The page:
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Teenage Suicide

Is Your Teen at Risk of Sucide Because of Bullying?


By Latricia Wilson

Latricia Wilson

Teenage Bullying and Suicide:
The New Epidemic Among Youth

According to the World Health Organization (WHO) nearly a million people worldwide commit suicide each year. Out of that number, about 30,000 people reportedly kill themselves each year in the United States. Also, suicide has been found to be the third leading cause of death for people in the age ranges of 15-24.

Young people are much more likely to attempt to or commit suicide due to their inability to cope with a variety of factors they often find themselves unable to control.

One factor that makes teenagers feel helpless, hopeless, and defenceless is when they are bullied or harassed by others repeatedly. The emotional and mental turmoil that bullying causes its victims to experience gives these individuals a false perception that they have been permanently trapped by the abuse of their bully or bullies. Teenagers often have trouble seeing past the present situation at hand, so when they experience this type of extreme rejection by their peers, that bullies often influence, they are less inclined to view the abuse as a temporary situation.

Teenagers that experience being bullied are more inclined to perceive the emotional abuse given by bullies as something that will never go away. Teenage victims of bullying often do not realize that they will eventually graduate from high school; age and become an adult ; or that the bully will not be around to bully them always. Because many teenagers are unable to see past their current circumstance they are more inclined to see suicide as way of ending a temporary situation.

Teenagers that find themselves contemplating suicide, usually portray some warning signs prior to attempting to kill themselves. Even though most teens typically portray several warning signs, some teens may not potray any outward warning signs at all.

The warning signs that teens often show prior to committing suicide are:

  • Withdrawal from friends and family members

  • Difficulty getting along with others

  • Unusual gift giving or giving away own possessions

  • Dramatic personality changes

  • Sleep disturbances – See for resources

  • Talk very negative about life or talking specifically about committing suicide

  • Expressing (through verbal and non verbal signs) a sense of hopelessness

Teenage Suicide
Sanja Gjenerot

Although face to face bullying among teens at home and school can cause teens to turn to suicide as a way out or a way to end abuse; cyber-bullying can provoke teens to commit suicide as well. Cyberbulling is often more humiliating and traumatizing to teens victimized online, because perpetrators can easily post unwanted pictures, videos, and even share private information of their victim with hundreds to thousands of people online.

Social network sites that teens use to harass other teens are Face Book and My Space, for example. Teen’s also frequently post embarrassing videos of their victim on You Tube. Teens often use the You Tube website to post videos of their peers being physically assaulted, in order to humiliate their victims and entertain their peers.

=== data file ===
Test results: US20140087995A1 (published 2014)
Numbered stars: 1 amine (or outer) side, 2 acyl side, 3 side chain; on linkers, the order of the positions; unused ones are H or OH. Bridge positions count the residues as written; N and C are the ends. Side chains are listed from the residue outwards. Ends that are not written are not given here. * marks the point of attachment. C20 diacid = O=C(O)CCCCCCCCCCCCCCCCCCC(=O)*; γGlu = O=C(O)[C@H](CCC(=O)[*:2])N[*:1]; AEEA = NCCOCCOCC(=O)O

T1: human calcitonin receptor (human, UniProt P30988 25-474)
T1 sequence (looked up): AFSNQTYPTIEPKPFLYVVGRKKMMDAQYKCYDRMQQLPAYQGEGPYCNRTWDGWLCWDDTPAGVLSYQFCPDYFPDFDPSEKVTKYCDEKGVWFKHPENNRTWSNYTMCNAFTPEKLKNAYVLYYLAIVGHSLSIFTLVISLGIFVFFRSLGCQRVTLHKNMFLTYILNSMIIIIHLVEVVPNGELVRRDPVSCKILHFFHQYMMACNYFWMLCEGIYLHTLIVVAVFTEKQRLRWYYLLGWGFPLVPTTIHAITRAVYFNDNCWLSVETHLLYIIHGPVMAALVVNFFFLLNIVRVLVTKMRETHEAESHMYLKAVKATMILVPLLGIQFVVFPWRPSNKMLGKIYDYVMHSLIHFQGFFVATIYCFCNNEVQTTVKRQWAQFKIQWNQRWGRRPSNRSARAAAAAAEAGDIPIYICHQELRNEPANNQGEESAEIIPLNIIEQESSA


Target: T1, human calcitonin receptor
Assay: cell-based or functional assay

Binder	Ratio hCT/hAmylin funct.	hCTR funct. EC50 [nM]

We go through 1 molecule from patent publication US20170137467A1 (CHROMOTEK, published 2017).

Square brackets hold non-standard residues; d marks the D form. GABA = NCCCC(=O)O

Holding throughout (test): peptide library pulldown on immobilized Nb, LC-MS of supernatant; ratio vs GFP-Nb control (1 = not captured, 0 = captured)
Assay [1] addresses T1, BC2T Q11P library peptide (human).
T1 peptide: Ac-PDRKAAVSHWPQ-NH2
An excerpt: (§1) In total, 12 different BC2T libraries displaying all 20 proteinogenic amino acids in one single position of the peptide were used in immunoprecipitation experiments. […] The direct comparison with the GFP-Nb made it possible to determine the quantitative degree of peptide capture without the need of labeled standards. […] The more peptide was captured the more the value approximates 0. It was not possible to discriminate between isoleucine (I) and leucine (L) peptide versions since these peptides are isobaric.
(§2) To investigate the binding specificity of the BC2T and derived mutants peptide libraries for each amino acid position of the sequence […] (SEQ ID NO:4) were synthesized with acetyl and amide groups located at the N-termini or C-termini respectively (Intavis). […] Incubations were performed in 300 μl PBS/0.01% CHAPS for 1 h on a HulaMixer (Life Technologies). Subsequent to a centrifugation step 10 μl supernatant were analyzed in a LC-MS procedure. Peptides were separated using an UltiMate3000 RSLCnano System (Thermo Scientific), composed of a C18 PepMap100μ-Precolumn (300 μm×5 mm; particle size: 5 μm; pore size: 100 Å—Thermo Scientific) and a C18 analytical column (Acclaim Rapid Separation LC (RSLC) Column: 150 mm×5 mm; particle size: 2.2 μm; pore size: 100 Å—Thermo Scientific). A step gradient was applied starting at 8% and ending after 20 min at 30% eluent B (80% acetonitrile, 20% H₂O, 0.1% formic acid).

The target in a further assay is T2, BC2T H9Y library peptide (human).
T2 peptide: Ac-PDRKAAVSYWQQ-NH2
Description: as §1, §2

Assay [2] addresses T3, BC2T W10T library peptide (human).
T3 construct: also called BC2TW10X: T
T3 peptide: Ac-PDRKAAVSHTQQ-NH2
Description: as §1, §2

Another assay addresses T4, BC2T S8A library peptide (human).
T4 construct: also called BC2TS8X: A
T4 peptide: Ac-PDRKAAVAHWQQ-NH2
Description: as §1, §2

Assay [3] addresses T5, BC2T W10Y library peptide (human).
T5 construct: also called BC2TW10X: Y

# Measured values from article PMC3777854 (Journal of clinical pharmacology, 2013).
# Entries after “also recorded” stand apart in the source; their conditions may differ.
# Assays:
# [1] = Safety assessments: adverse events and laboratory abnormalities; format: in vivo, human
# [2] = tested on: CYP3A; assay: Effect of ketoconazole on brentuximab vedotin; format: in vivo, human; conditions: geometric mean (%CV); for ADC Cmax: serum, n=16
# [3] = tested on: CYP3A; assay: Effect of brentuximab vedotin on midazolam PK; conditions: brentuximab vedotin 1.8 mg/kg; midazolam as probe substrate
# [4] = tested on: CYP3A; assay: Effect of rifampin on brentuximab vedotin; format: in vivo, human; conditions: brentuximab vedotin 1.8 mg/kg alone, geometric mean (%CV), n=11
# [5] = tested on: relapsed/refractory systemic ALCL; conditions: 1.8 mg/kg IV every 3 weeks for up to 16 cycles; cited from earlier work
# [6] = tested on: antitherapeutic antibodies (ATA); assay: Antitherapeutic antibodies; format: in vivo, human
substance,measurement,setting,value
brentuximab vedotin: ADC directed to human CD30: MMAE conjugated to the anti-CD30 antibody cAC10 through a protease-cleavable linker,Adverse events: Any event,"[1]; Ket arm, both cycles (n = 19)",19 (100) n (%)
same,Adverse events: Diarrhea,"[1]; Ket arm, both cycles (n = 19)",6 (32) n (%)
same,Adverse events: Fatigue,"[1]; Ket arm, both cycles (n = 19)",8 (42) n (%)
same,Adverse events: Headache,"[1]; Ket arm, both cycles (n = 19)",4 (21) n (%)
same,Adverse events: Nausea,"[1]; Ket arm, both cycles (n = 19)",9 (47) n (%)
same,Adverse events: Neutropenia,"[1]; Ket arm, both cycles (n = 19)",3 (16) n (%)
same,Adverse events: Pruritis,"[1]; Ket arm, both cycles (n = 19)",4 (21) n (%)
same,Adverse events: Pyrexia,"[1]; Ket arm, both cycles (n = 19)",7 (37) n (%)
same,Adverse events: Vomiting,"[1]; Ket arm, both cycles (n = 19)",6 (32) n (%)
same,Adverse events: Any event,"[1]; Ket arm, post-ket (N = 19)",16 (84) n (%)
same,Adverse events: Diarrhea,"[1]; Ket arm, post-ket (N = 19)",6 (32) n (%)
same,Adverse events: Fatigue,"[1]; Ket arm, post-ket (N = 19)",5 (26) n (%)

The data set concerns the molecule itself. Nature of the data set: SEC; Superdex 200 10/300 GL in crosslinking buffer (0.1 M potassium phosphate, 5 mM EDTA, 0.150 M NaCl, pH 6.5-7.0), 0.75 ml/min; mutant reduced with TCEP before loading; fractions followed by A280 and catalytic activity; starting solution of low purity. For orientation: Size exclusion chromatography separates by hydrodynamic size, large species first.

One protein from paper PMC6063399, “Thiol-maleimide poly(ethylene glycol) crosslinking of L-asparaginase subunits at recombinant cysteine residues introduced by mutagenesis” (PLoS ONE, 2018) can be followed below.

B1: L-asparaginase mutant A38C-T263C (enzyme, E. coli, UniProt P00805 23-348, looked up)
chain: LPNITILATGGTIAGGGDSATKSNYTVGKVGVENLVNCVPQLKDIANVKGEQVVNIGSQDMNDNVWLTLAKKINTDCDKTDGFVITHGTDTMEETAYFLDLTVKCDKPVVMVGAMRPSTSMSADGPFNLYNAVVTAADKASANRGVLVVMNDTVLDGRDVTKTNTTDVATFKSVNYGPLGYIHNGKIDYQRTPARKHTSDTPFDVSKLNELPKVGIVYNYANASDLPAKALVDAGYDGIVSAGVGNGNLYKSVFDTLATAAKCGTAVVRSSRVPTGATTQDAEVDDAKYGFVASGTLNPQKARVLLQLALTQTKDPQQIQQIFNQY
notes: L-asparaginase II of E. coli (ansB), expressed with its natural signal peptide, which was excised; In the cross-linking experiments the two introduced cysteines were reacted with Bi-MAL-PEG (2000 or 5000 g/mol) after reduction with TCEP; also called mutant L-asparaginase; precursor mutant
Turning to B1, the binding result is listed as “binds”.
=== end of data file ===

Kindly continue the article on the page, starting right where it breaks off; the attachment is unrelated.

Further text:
When teens record and post such videos, the temporary humiliation that the victim experienced is then automatically extended and repeatedly relived when other teens watch and continue to remind the victim of the assault or how they failed to win a fight initiated by their aggressor. Such an experience often causes teens to contemplate suicide or even attempt to commit the act.

Often teens bully others online by spreading vicious rumors and by namecalling. Teenagers that already have low-self-esteem or suffer from depression are much more likely to contemplate suicide when they experience this type of harassment.

Teenage bullying can’t always be stopped or even prevented no matter how protective parents are or what anti-school bullying policies are implemented. But the rate of teenage suicide attempts can be prevented as parents and school administrations become more knowledgeable of warning signs that teens show when they are contemplating suicide.

Parents can detour teens they suspect are contemplating suicide by:

  • Being willing to listen

  • Being non-judgmental

  • Seeking professional help immediately

  • Finding activities, organizations , and hobbies that their teenagers can get involved in that will help keep their mind off being bullied and to develop self-esteem

  • Reminding their teens of the positive aspects of their life and that the bullying is a phase that will end

Personal Experience

I too was once a victim of teenage bullying and I understand what it feels like; to feel as if there is no way out. I know what it feels like to feel so hopeless until the concept of dying seems like a pathway to freedom out of the emotional abuse that had mentally enslaved me.

I also know what it felt like to have strong family support and be surrounded with people that cared about me. Had I not had proper support, a temporary unpleasant experience could have become a permanent tragedy. I survived, I lived and the bullies eventually disappeared. Had I committed suicide I would have died thinking that suicide was the only way to be free. I would not have come to know that eventually I would move on and my bullies would one day be all gone and I would become a feature writer for

Latricia Wilson is an feature writer. If you are an expert in a field related to bullying in school or the workplace and would like to contribute to our efforts and promote your website or services please contact us for more information.


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